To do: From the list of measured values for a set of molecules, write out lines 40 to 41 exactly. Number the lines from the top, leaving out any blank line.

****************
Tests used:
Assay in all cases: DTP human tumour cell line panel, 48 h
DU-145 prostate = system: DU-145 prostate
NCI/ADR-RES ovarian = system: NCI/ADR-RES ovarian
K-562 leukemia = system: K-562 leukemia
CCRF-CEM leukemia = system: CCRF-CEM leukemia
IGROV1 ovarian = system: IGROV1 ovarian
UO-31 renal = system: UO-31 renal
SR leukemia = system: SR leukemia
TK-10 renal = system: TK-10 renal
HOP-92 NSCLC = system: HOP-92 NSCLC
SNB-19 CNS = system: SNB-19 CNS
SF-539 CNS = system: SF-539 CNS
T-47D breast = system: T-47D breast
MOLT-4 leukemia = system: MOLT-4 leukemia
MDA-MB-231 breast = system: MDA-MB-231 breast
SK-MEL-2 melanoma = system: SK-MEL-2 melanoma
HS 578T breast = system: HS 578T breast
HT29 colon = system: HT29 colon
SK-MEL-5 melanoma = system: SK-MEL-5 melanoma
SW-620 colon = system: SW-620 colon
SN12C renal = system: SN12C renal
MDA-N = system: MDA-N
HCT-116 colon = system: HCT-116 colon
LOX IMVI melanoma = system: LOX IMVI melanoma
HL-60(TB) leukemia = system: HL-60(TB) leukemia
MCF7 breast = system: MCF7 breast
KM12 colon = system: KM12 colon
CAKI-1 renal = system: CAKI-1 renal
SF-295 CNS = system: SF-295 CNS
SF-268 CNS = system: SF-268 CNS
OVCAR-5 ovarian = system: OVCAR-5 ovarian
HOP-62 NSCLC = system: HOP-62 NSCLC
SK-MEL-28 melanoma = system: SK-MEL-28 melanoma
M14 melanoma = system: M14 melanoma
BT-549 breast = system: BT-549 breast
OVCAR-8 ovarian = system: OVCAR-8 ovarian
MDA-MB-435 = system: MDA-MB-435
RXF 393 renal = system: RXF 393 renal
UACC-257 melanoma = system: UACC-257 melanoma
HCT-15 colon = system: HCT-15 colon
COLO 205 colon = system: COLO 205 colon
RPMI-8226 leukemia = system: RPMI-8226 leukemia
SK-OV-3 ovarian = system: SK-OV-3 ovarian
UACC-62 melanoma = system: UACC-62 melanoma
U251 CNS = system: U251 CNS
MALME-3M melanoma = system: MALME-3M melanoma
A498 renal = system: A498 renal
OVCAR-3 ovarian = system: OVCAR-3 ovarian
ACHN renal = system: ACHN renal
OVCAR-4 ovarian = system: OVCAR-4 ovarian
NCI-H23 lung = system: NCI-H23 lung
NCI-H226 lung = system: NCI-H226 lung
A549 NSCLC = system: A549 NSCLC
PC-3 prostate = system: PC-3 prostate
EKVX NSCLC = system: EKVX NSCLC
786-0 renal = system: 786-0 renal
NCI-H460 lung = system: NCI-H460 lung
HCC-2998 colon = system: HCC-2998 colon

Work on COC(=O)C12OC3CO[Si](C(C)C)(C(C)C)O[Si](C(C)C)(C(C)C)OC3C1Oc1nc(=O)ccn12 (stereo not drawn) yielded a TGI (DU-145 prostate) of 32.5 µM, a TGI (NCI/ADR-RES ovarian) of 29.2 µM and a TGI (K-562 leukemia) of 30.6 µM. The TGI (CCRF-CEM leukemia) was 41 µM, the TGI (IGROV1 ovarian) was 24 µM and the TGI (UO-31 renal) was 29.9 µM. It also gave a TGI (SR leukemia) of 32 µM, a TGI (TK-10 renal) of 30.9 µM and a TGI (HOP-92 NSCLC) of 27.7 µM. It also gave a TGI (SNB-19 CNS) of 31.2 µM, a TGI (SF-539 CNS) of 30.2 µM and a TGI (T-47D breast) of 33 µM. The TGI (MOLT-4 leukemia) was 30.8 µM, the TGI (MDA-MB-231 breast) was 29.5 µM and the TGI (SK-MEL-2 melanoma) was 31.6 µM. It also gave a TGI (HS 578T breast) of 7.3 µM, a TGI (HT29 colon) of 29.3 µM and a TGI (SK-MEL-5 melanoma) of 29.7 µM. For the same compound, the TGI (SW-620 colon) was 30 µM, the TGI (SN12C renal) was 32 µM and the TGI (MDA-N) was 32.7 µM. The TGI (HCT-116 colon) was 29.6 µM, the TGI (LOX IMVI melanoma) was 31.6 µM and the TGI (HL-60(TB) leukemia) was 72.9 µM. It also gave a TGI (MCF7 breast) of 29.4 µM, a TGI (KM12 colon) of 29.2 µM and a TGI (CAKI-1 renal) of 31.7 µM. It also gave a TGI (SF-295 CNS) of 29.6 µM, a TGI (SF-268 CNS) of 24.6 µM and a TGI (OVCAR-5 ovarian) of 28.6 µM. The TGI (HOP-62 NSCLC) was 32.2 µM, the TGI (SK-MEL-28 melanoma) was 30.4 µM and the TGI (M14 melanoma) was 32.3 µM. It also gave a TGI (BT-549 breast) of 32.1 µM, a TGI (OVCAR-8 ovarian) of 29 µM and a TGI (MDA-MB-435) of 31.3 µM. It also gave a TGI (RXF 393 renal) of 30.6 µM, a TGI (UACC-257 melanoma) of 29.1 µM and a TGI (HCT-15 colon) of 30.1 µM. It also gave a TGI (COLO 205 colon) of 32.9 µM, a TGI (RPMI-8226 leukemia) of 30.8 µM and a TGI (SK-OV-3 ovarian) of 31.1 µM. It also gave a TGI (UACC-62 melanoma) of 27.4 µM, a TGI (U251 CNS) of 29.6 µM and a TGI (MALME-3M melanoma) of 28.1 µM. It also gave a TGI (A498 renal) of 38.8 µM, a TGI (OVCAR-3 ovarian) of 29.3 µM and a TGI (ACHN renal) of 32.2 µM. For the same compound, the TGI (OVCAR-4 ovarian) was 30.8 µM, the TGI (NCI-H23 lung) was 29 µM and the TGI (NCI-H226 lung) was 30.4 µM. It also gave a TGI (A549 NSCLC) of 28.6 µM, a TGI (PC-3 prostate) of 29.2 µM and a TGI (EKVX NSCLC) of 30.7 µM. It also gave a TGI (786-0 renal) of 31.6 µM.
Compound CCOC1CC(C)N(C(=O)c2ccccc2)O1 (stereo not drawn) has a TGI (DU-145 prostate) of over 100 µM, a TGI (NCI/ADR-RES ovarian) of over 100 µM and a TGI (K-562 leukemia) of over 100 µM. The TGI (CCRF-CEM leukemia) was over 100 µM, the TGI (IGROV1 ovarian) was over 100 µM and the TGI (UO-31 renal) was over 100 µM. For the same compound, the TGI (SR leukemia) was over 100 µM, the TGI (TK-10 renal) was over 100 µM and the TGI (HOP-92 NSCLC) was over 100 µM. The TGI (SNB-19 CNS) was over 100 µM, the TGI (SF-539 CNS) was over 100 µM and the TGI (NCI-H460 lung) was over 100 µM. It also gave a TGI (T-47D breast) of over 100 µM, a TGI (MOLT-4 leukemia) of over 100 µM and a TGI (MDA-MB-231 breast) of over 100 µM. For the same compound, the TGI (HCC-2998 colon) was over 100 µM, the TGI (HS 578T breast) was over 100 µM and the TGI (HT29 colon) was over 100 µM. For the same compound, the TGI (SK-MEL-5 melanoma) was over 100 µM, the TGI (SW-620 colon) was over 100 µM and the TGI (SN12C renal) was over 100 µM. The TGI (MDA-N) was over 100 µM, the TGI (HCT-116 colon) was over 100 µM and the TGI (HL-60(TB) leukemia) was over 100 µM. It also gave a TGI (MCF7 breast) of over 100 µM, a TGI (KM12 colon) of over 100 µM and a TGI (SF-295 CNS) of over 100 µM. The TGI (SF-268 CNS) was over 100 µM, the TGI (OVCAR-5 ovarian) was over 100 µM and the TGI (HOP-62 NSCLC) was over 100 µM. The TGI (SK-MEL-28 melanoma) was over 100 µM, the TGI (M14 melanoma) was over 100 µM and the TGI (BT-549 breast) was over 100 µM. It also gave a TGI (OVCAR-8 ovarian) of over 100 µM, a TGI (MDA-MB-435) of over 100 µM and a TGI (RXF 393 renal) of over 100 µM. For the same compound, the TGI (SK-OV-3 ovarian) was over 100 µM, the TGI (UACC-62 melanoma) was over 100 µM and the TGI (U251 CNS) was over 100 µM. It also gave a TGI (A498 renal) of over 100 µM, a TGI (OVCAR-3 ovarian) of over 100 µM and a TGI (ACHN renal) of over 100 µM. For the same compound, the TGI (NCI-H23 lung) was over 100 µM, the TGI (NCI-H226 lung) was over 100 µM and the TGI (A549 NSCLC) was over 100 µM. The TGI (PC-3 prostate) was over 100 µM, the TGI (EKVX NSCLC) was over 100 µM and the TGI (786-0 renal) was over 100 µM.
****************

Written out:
UACC-257 melanoma = system: UACC-257 melanoma
HCT-15 colon = system: HCT-15 colon